Category Archives: books


Happy Saturday, fellow crusaders! Today our week of summer reading comes to a close.

This week we’ve given you our four cents on a variety of books with impending cinematic interpretations. However, today I would like to remind you that reading doesn’t just have to be about studying up for the film. Read the rest of this entry

…Go Wild

Most know “Jumanji” from the 90’s  film starring Robin Williams, but the film is actually based on the illustrated children’s book of the same name by Chris Van Allsburg. If that name sounds familiar, it’s probably because you’re  fan of his other well-known work, “The Polar Express.”

The book’s premise is fairly simple. Two children find a board game, and monkeys and a whole lot of chaos ensue. However, it’s in the game’s simple instructions that the true message and power lies — “Do not begin unless you intend to finish.”

Pretty straight forward, right?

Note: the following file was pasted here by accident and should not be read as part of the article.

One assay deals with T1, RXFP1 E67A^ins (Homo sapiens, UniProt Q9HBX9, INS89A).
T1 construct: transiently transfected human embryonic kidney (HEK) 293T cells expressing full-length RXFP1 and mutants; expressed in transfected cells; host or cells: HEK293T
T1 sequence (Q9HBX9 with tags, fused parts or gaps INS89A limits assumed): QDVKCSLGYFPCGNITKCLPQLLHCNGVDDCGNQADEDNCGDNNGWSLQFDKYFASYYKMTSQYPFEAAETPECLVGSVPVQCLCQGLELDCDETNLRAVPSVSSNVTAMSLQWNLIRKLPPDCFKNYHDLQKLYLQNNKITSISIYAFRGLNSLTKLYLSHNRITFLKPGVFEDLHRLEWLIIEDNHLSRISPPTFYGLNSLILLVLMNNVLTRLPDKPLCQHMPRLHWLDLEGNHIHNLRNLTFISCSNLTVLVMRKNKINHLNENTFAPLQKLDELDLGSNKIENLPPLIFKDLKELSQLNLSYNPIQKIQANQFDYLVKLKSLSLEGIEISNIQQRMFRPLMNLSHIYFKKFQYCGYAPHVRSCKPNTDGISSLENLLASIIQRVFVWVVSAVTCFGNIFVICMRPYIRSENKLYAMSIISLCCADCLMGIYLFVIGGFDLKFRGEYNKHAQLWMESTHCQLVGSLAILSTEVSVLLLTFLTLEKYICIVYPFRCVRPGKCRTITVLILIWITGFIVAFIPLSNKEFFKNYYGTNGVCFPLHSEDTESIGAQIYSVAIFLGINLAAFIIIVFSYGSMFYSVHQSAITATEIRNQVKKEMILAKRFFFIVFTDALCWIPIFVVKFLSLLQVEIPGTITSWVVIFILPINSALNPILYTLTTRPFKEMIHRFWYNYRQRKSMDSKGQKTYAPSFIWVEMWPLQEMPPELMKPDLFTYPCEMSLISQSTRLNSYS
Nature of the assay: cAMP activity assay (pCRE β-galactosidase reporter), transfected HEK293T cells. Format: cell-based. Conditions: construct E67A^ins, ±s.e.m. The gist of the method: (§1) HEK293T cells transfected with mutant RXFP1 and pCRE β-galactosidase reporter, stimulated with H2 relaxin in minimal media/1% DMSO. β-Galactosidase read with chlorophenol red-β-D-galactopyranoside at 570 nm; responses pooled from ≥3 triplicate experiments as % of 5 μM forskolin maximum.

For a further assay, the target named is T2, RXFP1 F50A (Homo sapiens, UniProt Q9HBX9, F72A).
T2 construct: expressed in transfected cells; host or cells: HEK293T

Just think about how much better the world would be if we all adopted this philosophy. Being spontaneous and flexible is one thing, but jumping into everything without any game plan or regard for the consequences can end badly for everyone.

No matter the endeavor you’ll always encounter your fair share of monkeys and unexpected obstacles. It’s how you deal with these challenges that defines you.

I know, pretty deep for an illustrated children’s book, but then again, it’s a pretty simple statement.

…just for fun:

…walk on

This What to Watch Wednesday we’re taking a look at television and the graphic novels that inspired one of the most watched series on cable TV — “The Walking Dead.” Read the rest of this entry

…Stay on Track

Agatha Christie’s “Murder on the Orient Express” is a novel that all other murder mysteries strive to be.

A woman ahead of her time, Christie produced a practically perfect series of novels for her master of deductive skills, Hercule Poirot. However, for many “Orient Express” holds a special place in her collective works. Read the rest of this entry

…tell your story

In the grand history of literature, there are more than a few famous sisters. We have the From Jane Austen alone we have the beloved Bennet sisters of “Pride and Prejudice” and and the equally awesome Dashwood’s of “Sense and Sensibility.” And crossing over into the realm of the real world, the Bronte Sisters gave us some glorious gothic tales.

But when it comes to American literary sisters, you can’t have a conversation on the subject that doesn’t start with Louis May Alcott’s March sisters. Read the rest of this entry